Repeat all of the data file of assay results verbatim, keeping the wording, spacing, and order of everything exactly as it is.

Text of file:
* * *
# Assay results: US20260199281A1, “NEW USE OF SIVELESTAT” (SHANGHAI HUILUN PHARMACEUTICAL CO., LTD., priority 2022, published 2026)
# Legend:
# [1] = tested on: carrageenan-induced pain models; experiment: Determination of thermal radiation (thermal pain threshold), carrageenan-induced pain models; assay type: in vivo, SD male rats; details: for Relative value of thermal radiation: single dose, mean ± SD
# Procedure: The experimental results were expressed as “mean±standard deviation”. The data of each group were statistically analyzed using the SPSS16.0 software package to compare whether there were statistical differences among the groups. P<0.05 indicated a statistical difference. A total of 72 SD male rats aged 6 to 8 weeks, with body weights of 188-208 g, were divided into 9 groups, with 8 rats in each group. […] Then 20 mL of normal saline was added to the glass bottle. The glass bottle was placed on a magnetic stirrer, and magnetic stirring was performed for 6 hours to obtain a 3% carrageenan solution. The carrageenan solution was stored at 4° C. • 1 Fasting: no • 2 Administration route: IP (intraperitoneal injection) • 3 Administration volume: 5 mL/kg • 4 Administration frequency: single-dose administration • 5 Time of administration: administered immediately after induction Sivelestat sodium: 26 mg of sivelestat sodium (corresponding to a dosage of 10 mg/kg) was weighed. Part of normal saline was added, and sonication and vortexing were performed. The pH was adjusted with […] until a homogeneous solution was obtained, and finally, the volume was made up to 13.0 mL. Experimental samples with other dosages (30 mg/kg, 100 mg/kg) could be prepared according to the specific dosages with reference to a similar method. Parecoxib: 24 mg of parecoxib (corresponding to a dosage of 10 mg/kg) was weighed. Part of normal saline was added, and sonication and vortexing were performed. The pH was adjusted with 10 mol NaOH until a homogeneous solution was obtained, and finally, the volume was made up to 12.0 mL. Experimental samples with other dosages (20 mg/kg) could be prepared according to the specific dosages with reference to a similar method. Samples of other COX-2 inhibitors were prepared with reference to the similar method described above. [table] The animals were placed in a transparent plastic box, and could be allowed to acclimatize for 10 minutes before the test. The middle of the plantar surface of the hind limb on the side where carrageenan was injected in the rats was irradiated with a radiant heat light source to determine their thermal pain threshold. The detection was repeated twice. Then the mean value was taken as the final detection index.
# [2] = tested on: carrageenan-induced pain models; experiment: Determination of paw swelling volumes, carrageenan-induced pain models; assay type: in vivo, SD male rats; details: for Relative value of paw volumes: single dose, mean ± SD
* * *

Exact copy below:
# Assay results: US20260199281A1, “NEW USE OF SIVELESTAT” (SHANGHAI HUILUN PHARMACEUTICAL CO., LTD., priority 2022, published 2026)
# Legend:
# [1] = tested on: carrageenan-induced pain models; experiment: Determination of thermal radiation (thermal pain threshold), carrageenan-induced pain models; assay type: in vivo, SD male rats; details: for Relative value of thermal radiation: single dose, mean ± SD
# Procedure: The experimental results were expressed as “mean±standard deviation”. The data of each group were statistically analyzed using the SPSS16.0 software package to compare whether there were statistical differences among the groups. P<0.05 indicated a statistical difference. A total of 72 SD male rats aged 6 to 8 weeks, with body weights of 188-208 g, were divided into 9 groups, with 8 rats in each group. […] Then 20 mL of normal saline was added to the glass bottle. The glass bottle was placed on a magnetic stirrer, and magnetic stirring was performed for 6 hours to obtain a 3% carrageenan solution. The carrageenan solution was stored at 4° C. • 1 Fasting: no • 2 Administration route: IP (intraperitoneal injection) • 3 Administration volume: 5 mL/kg • 4 Administration frequency: single-dose administration • 5 Time of administration: administered immediately after induction Sivelestat sodium: 26 mg of sivelestat sodium (corresponding to a dosage of 10 mg/kg) was weighed. Part of normal saline was added, and sonication and vortexing were performed. The pH was adjusted with […] until a homogeneous solution was obtained, and finally, the volume was made up to 13.0 mL. Experimental samples with other dosages (30 mg/kg, 100 mg/kg) could be prepared according to the specific dosages with reference to a similar method. Parecoxib: 24 mg of parecoxib (corresponding to a dosage of 10 mg/kg) was weighed. Part of normal saline was added, and sonication and vortexing were performed. The pH was adjusted with 10 mol NaOH until a homogeneous solution was obtained, and finally, the volume was made up to 12.0 mL. Experimental samples with other dosages (20 mg/kg) could be prepared according to the specific dosages with reference to a similar method. Samples of other COX-2 inhibitors were prepared with reference to the similar method described above. [table] The animals were placed in a transparent plastic box, and could be allowed to acclimatize for 10 minutes before the test. The middle of the plantar surface of the hind limb on the side where carrageenan was injected in the rats was irradiated with a radiant heat light source to determine their thermal pain threshold. The detection was repeated twice. Then the mean value was taken as the final detection index.
# [2] = tested on: carrageenan-induced pain models; experiment: Determination of paw swelling volumes, carrageenan-induced pain models; assay type: in vivo, SD male rats; details: for Relative value of paw volumes: single dose, mean ± SD